For the last day of the institute, we used the “I Used to Think, Now I Think, Now I Wonder” thinking routine for our final morning reflection. This framework can be extremely useful for reflecting back upon learning across any extended project.
Arts learning experiences are often tacked on to the end of a unit to illustrate core concepts after they have been taught, but in order for arts integration to assume its full power, the arts experiences need to be interwoven throughout the teaching process as integral to the learning itself, informing and generating understanding rather than simply reporting on what has been learned, after the fact.
If literature classes are being taught through “centers” in the classroom addressing different aspects of engaging the text, there can be centers set up for different art forms.
While we are typically only expected to assess student content knowledge and skill acquisition, we may also want to assess the creativity of their expressions. To this end, Kurt introduced us to the TORRANCE TESTS OF CREATIVE THINKING.
The last day of the institute was not conducted at the National Museum of Mexican Art. Instead, as a kind of transforming displacement that allowed us to look at our work in a new way, we convened at the Chicago Art Department community based professional art gallery, where Cynthia and Tommaso had hung our artwork from the week in a stunning installation. We discussed how the special dignity of a beautifully designed exhibition of student artworks, created in response to a text, not only honors the students, but also generates new dialogues between the artworks, with audiences to the work, and with the original texts themselves.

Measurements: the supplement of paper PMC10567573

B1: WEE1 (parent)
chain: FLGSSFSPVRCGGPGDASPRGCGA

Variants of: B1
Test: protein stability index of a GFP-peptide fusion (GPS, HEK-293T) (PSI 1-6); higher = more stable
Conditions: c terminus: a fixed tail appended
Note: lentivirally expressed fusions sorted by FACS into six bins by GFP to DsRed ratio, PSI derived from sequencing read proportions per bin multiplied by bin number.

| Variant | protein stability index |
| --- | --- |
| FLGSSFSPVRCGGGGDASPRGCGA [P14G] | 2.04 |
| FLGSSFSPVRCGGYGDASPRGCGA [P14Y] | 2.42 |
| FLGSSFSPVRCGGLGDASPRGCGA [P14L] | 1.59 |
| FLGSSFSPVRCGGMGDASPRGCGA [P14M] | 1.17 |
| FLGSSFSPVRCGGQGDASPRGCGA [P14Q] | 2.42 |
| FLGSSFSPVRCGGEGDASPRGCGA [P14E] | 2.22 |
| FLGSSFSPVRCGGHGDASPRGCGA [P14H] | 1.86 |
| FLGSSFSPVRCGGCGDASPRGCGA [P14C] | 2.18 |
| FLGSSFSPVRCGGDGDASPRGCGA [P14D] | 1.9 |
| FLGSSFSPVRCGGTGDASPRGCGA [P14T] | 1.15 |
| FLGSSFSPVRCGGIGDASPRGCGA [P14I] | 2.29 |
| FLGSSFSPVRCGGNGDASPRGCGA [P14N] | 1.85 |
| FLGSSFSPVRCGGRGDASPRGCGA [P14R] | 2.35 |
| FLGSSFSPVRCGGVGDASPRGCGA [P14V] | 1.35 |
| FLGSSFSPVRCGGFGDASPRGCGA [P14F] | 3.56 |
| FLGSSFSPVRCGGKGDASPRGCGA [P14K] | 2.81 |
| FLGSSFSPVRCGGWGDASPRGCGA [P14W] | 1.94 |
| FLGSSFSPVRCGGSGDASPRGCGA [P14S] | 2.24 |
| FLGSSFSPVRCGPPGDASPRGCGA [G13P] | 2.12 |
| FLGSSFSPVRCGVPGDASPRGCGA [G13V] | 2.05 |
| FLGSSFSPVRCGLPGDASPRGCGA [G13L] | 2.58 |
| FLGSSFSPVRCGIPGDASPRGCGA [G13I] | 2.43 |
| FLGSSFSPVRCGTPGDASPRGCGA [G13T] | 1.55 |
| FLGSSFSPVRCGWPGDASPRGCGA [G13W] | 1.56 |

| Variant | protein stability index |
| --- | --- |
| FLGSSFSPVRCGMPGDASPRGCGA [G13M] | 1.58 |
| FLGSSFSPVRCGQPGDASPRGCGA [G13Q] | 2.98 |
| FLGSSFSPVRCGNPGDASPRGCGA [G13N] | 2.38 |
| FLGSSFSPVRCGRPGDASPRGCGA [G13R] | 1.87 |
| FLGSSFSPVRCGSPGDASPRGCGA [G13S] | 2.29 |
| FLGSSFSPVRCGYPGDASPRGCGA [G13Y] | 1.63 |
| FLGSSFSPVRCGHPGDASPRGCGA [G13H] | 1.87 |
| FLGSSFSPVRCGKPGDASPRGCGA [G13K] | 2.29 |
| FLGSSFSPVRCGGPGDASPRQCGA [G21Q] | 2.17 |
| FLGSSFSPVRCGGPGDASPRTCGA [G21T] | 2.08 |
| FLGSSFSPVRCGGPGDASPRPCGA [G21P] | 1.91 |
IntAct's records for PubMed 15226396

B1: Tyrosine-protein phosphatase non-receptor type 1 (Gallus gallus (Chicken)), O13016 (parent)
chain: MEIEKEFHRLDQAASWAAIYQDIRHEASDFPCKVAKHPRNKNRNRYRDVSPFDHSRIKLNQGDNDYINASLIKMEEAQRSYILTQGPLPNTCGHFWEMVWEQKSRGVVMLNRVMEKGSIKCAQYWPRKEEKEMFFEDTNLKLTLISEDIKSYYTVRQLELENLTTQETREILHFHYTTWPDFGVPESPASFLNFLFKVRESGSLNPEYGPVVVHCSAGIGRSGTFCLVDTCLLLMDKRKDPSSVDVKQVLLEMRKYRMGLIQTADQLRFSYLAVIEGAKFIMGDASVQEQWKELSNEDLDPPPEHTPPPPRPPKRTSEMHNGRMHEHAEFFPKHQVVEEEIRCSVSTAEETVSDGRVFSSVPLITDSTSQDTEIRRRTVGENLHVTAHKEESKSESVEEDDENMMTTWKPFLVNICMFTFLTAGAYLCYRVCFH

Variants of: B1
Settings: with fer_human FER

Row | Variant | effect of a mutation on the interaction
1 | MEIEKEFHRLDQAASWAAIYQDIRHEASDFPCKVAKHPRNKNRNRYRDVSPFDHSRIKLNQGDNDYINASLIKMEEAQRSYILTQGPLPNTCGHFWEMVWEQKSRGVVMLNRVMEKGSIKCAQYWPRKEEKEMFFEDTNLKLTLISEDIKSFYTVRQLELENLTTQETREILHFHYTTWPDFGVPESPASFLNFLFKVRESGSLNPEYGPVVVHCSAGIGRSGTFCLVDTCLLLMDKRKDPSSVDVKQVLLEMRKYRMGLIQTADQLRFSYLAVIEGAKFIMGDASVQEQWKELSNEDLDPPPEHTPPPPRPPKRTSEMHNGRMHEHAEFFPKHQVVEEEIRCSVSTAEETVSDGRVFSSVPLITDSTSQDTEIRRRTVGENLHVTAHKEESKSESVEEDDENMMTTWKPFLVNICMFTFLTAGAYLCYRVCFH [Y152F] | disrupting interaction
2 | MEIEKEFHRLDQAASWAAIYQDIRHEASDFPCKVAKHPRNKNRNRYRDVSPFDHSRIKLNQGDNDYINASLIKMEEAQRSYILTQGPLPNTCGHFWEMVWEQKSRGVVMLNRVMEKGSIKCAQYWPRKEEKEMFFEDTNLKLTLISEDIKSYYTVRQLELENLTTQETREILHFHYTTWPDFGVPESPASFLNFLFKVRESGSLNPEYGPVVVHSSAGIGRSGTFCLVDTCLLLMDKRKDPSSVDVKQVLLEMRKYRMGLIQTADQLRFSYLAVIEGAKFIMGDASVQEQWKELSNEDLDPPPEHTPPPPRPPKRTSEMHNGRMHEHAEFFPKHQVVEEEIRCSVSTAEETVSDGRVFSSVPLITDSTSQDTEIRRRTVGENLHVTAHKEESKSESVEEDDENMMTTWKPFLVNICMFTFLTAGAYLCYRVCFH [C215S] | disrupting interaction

Next, Cynthia provided us with viewing frames for noticing details of both the gallery where we were exhibiting our artworks and of the artworks themselves. This produced further insight into the somewhere places that we all come from, and informed the development of our final Performances of Understanding.
Kurt acted as a conductor, calling on and orchestrating our telling of our “where we came from” pieces.
We then broke into groups to create performances of our written pieces from the week for each other, adjusting them by using feedback principles developed by teachers at High Tech High in San Diego. The eminently sane prime directive of the High Tech High critique methodology is simply this: feedback should be kind, helpful, and specific.
We then shared our groups’ Performances of Understanding, based on the Performance Cycle principle that new knowledge only assumes its full life in learners’ hearts and minds once it is shared with others. All learning is relational.
We concluded with a heart-felt sharing in a circle. We each took a deep breath, and in the time that it took for each of us to exhale, shared a core insight from our time together. While much of the world now seems to be a landscape of division and despair, here we experienced a place “somewhere in La Mancha” of connection and hope.